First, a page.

Research on Public Art: Assessing Impact and Quality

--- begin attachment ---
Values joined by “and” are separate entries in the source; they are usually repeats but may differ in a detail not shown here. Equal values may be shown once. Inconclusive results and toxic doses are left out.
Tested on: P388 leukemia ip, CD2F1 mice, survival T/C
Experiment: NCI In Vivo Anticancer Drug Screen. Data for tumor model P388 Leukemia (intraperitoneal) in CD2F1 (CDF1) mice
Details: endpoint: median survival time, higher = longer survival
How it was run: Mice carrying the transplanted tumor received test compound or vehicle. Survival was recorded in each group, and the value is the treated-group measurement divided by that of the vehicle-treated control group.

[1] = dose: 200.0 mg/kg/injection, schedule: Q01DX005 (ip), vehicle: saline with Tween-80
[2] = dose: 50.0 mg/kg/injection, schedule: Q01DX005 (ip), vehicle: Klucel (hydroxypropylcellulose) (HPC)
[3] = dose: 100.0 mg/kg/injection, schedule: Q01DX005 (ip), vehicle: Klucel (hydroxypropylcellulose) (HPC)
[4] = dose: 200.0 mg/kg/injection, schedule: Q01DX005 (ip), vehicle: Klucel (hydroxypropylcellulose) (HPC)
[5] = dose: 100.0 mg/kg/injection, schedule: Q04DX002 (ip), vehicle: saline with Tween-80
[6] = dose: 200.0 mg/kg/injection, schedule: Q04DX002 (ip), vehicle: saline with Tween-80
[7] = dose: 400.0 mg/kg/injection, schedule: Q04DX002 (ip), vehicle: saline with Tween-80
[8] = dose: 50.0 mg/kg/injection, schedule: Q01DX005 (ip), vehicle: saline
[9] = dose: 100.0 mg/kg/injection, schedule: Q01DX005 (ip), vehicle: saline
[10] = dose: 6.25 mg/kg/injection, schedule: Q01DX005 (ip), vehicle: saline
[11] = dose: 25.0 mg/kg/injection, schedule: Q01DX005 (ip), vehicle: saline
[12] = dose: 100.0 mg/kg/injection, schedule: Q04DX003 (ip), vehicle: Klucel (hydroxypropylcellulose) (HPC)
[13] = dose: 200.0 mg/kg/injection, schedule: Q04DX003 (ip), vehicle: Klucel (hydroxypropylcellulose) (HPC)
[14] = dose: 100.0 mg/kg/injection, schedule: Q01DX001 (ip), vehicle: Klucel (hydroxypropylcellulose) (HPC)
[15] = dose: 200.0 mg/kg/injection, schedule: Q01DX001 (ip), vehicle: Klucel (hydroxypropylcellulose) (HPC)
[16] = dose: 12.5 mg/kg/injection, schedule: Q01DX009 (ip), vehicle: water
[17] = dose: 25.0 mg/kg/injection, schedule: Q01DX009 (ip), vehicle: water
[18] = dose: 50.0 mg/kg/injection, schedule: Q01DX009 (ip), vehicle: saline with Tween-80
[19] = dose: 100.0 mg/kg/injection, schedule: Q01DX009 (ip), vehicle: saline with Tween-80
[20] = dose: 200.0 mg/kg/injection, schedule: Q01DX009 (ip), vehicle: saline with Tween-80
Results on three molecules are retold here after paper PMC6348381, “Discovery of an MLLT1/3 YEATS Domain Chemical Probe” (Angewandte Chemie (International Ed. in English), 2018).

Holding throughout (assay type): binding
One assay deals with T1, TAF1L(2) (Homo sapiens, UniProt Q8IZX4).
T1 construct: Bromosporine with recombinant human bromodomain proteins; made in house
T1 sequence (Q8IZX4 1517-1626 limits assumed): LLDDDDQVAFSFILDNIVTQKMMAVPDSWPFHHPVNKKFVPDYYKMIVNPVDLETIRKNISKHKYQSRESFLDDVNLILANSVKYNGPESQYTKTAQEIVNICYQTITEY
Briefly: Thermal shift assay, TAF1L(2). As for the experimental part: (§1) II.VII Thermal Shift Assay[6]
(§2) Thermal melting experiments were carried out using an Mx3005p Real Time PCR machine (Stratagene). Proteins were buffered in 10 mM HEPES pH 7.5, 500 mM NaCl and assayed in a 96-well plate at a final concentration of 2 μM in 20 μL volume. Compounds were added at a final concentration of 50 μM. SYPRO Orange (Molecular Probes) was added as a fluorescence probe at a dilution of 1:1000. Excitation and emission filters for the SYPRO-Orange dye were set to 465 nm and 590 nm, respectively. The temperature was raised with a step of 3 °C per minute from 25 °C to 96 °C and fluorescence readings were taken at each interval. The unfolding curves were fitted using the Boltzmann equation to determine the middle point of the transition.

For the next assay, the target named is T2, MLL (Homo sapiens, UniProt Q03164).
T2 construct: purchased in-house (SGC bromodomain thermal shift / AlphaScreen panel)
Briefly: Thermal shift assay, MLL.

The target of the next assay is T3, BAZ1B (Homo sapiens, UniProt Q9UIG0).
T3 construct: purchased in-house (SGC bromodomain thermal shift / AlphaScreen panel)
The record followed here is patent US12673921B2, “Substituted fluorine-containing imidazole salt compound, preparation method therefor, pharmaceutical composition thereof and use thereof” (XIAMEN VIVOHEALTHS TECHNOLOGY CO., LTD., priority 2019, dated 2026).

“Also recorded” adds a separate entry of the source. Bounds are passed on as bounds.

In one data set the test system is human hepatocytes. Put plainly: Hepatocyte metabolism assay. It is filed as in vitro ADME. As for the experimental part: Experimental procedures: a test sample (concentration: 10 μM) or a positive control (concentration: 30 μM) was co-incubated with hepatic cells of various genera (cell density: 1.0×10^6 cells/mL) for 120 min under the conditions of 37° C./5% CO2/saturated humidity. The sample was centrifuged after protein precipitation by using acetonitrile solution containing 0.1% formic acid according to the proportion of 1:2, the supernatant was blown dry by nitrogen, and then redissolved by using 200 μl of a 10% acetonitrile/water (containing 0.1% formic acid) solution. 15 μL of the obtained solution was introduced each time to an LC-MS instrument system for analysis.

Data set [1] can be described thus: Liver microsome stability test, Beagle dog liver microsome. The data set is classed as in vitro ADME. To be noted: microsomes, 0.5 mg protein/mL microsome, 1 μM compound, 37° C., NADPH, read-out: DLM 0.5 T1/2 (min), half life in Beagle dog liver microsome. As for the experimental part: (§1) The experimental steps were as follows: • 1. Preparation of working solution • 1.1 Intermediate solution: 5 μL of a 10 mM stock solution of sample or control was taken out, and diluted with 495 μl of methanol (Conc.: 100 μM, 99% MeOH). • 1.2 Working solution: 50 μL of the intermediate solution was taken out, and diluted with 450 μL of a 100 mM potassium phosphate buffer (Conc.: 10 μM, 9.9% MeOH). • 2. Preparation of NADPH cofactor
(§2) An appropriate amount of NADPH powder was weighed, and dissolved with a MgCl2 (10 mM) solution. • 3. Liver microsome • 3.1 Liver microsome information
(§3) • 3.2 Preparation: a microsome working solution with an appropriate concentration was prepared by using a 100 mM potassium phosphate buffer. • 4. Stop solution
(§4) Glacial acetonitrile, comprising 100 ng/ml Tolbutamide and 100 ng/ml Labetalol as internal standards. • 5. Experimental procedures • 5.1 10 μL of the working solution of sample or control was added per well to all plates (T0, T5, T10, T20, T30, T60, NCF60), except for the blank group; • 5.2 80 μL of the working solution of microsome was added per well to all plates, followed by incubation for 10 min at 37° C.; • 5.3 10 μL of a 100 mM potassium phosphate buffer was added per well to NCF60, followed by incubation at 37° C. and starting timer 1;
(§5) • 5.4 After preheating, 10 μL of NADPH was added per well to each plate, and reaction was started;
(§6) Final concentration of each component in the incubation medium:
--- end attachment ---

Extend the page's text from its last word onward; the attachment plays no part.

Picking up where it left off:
ixia, the public art think tank, is funded by the Arts Council England and aims to provide guidance on the role of art in the public realm. Through its activities, ixia identifies and challenges restrictive practices which result in limited and missed opportunities for artists working in the public realm. ixia works with artists, policymakers and implementers within the public and private sectors and carries out research, supports events, delivers training, and commissions publications. [Adapted from ixia’s website.] This AFTA database includes a number of items by ixia: Evaluation Toolkit, How Was it For You? Assessing impact of artists practice in the public realm, Research on Public Art: Assessing Impact and Quality, ixia—public art think tank, ixia Training: Public Art and the Planning Process Seminar, Public Art Evaluation Tools: Matrix and Personal Project Analysis, Public Art Evalution ToolKit Seminars, and Public Art: A Guide to Evaluation. The most helpful of these are Public Art Evaluation Tools: Matrix and Personal Project Analysis, Public Art: A Guide to Evaluation, and this item. This item presents the user with a toolkit containing two useful tools: Public Art Evaluation Matrix and Personal Project Assessment. The authors guide readers through using the toolkit with steps including: a) identifying a facilitator and introducing the Matrix; b) identifying what outcomes are important to different stakeholders and coming to an agreed view of what are the most important (and perhaps diverse) values, taking into account all stakeholders’ priorities; c) defining outcomes, outputs, and indicators in relation to these values; d) planning for the collection, storage and analysis of data, including baseline information; e) identifying when and how to use personal project analysis for key stakeholders; f) giving feedback to stakeholders, learning from the results of the evaluation and dissemination as appropriate. The Matrix encourages collaborators to have facilitated conversations in order to better understand their values (both shared and contrasting) as they embark on public art collaborations. This is a good basic primer on evaluation, tailored somewhat to public art. To present examples, they use the term "good" practice, with examples, rather than "best" practice, implying that there is no single standard. The toolkit starts on page 45, and on page 48-52, there is an excellent discussion of the inherent values that stakeholders should consider in public art projects. They are the basis of the Matrix and include: Artistic Values [visual/aesthetic enjoyment, design quality, social activation, innovation/risk, host participation, challenge/critical debate], Social Values [community development, poverty and social inclusion, health and well being, crime and safety, interpersonal development, travel/access, and skills acquisition], Environmental Values [vegetation and wildlife, physical environment improvement, conservation, pollution and waste management-air, water and ground quality, and climate change and energy], Economic Values [marketing/place identity, regeneration, tourism, economic investment and output, resource use and recycling, education, employment, project management/sustainability, and value for money]. While the authors avoid delving into the topic of indicators, Public Art Evaluation Tools: Matrix and Personal Project Analysis and especially Public Art: A Guide to Evaluation both discuss them in more detail.